In cyber-physical systems it is essential not to regard the computer as just a black box that executes programs by magic. The underlying hardware and software infrastructure upon which applications are constructed is collectively described by the term "cyber systems." Cyber systems broadly span the sub-disciplines of sensors, actuators, human-system interfaces, operating systems, parallel and distributed systems, communications networks, and computer architecture. These sub-disciplines share important common fundamental concepts including computational paradigms, parallelism, cross-layer communications, state and state transition, resource allocation and scheduling, and so on.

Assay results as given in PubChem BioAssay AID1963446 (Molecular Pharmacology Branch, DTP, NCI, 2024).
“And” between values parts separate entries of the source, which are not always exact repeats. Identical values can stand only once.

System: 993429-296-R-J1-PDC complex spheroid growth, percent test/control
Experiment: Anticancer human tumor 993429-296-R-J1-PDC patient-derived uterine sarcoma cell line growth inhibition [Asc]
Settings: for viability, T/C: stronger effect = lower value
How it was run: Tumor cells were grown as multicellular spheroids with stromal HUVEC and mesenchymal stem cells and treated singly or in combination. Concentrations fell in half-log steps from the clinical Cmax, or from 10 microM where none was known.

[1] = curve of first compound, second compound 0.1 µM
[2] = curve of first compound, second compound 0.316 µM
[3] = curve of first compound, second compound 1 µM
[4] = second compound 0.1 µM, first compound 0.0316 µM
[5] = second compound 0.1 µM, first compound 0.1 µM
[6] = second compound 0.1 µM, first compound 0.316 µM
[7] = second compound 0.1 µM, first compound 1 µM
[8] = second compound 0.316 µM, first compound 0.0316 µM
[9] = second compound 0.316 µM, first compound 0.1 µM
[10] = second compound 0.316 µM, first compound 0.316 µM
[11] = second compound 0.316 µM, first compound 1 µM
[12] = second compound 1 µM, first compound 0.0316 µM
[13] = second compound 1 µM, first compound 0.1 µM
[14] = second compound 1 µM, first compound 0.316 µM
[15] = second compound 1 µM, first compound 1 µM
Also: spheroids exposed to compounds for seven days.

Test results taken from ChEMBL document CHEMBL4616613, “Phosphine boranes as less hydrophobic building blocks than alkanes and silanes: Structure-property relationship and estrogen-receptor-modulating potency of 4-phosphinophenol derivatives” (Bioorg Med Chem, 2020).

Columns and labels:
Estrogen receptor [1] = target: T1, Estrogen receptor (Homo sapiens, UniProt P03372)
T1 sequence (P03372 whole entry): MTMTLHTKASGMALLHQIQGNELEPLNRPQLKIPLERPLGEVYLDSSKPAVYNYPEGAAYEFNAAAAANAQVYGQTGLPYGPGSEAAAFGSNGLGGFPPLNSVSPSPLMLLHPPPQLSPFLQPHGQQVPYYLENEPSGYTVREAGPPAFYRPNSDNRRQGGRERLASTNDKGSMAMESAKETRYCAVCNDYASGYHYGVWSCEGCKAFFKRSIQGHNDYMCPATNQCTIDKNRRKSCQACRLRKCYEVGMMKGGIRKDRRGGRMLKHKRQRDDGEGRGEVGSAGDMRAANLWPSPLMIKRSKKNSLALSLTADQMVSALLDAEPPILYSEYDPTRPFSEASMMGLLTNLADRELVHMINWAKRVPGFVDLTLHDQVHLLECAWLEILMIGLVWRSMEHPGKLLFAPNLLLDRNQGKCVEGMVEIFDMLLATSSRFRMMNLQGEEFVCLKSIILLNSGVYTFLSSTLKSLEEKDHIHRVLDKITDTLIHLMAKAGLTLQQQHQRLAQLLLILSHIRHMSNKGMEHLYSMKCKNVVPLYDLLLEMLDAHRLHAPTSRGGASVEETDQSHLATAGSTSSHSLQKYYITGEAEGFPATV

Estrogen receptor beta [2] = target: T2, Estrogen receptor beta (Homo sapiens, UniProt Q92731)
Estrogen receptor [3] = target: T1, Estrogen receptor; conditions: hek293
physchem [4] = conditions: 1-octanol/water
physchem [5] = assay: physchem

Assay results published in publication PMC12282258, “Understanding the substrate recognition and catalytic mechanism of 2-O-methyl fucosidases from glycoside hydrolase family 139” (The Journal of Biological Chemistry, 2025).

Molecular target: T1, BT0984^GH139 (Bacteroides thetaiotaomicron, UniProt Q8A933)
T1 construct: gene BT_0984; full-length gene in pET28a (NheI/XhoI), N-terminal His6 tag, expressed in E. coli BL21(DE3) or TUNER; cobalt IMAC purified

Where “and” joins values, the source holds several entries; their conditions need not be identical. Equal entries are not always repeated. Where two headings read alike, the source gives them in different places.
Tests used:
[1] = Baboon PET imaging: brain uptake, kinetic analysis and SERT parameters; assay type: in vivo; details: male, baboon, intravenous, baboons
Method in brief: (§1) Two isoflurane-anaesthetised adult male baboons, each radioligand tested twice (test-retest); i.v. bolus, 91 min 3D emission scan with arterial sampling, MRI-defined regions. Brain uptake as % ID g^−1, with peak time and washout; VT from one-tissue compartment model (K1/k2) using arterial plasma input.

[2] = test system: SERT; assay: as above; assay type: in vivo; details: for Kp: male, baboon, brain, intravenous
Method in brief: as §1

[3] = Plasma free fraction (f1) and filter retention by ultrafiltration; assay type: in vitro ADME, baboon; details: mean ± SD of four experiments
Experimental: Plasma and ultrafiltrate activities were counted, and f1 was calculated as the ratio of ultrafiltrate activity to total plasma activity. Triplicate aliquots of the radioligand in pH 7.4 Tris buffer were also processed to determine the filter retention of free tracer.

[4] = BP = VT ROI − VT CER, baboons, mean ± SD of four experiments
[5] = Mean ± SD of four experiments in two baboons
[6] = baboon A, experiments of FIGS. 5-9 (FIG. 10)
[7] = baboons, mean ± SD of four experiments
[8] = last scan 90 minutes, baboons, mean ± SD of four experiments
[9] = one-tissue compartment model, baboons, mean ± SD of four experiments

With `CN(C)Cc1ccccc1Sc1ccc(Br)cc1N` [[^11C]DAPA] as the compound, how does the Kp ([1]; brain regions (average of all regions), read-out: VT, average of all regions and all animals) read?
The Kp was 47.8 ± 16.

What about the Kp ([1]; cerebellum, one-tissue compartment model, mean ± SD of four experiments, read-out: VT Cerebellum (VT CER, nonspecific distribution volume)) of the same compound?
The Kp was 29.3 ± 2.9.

This module gives broad coverage to cyber-physical systems and develops a deeper understanding of the hardware environment upon which all digital processing is based, and the interface it provides to application layers. Students learn of a cyber--physical system’s functional components, their characteristics, performance, and interactions, and, in particular, the challenge of harnessing parallelism and distributed processing to sustain performance improvements now and into the future. Students need to understand architecture to develop programs that can achieve high performance through a programmer’s awareness of parallelism and latency. In selecting a system to use, students should be able to understand the trade-off among various components, such as processor performance and power limitations and how these influences cyber security.